Standing up against crime, Topton hosted its first Topton National Night Out Free Community Day at Topton Memorial Pool on Aug. 5.
“We saw first hand this year that it’s not just in the big cities whether its crime issues or drug issues,” said Marcus Dolny, Topton Borough Secretary. “The purpose of National Night Out is to show a unified front, where the community is still standing up for itself and standing for everything that’s great about it, safe streets, a great neighborhood to raise kids.”
National Association of Town Watch’s National Night Out culminates on the first Tuesday of August. In 1984, “America’s Night Out Against Crime” began to promote involvement in crime prevention, police-community partnerships, neighborhood camaraderie and send a message to criminals that neighborhoods are organized and fighting back, according to http://natw.org.
National Night Out is “about uniting the community, we’re not going to stand for anything we don’t want here. We’re against crime, we stand unified against it. We don’t want drugs and we don’t want drug dealers feeling they’re safe in this neighborhood. We’re a unified force to say we want you out,” said Dolny.
Talking about recent criminal reports and drug arrests, he said, “Unfortunately, we’ve gotten so much negative press for substantial reasons.”
They wanted people to see “the good part of Topton.”
Dolny said he and Steve Kline, Topton emergency management coordinator, thought it would be the “perfect relationship” to combine National Night Out with free community day and maximize the number of people attending.
“We do have a wonderful community spirit here. That’s what’s on display here today.”
The pool opened at noon offering free admission with games and activities all day with prizes. Rocking out at the pool, Sound Advice provided DJing from 1 to 5 p.m. followed by Heart of Sound Services DJing from 5 until the start of the movie Smurfs 2 that evening.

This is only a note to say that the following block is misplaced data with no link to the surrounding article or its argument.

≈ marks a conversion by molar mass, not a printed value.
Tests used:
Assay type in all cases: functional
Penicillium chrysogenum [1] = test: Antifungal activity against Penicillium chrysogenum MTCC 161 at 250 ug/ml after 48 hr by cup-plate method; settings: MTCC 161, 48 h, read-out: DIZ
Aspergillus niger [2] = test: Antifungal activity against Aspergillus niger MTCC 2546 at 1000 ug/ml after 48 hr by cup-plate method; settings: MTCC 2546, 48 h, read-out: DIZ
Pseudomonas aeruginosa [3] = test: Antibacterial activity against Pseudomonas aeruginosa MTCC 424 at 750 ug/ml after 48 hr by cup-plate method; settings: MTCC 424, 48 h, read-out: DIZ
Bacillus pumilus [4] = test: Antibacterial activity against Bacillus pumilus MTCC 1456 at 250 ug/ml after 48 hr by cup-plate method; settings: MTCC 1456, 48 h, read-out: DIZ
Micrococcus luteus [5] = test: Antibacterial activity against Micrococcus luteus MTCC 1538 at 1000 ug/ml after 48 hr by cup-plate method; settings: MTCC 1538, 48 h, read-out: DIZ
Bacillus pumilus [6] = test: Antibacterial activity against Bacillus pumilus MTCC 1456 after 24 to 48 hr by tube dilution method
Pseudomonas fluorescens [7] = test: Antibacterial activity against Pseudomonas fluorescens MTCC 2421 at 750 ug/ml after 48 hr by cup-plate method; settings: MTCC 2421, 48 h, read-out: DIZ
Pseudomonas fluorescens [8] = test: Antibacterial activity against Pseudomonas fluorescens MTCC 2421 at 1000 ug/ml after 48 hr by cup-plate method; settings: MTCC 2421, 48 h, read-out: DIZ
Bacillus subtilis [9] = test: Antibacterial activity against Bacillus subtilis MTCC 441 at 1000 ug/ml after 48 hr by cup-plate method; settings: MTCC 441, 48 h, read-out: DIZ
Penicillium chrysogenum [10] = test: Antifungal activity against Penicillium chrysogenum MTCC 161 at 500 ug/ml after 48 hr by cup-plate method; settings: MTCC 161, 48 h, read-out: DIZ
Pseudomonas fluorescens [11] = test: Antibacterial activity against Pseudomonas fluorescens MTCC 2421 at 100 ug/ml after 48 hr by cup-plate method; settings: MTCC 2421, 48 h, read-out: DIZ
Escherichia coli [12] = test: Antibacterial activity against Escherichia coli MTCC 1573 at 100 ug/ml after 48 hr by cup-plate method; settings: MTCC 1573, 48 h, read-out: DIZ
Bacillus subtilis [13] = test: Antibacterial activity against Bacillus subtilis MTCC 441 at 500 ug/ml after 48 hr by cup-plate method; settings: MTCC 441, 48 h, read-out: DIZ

“This is a great way to show off Topton and everything that’s great about Topton, starting here at the pool and radiating out to all of our businesses,” said Dolny.
From 6 to 9 p.m., Topton welcomed the return of Mermaid Avalon, who painted children’s faces and swam with pool patrons. Also that night, representatives from Topton fire department and ambulance companies displayed their equipment.
“Lots of games and activities, representatives from the council on chemical abuse, local vendors… It’s a packed day with lots going on,” said Dolny. “Hope everyone gets a chance to see what the community is all about and meet their neighbors. Have lots of fun, swim with a mermaid and meet our emergency personnel.”
“It’s a nice day to bring everybody out together,” said Mayor Thomas Biltcliff. “We try to do different things so it interests different people so we can get a good mix of older and younger people in the community.”
Seeing the emergency personnel, Biltcliff hopes the community knows they are there for everyone if they need help.
“They’ve been very supportive through everything and they continue to be,” said Biltcliff about the police, fire and ambulance personnel. “They are always asking what they can do for this community. It’s great to have such great people.”
Biltcliff hopes the community bonds “knowing we’re all together in this.”
Karon Bower, Longswamp, has been going to the pool for a good 40 years. “I like that they have free admission and activities for the kids and the free movie.”
She likes that the National Night Out event gave “kids someplace to go and gives kids something to do.”
Nancy Heffner, Topton resident for 41 years and tax collector for 25 years, said National Night Out is a nice activity to stand up against crime.
“I know Topton is not the only place with a problem. Everyplace has this problem. Topton is just in the news because of the things that are happening,” said Heffner. “I think the town is really trying hard to deal with it.”
“I myself feel Topton is a safe community,” said Heffner. “I have wonderful neighbors, I can walk my dog. I feel very fortunate. I like Topton.”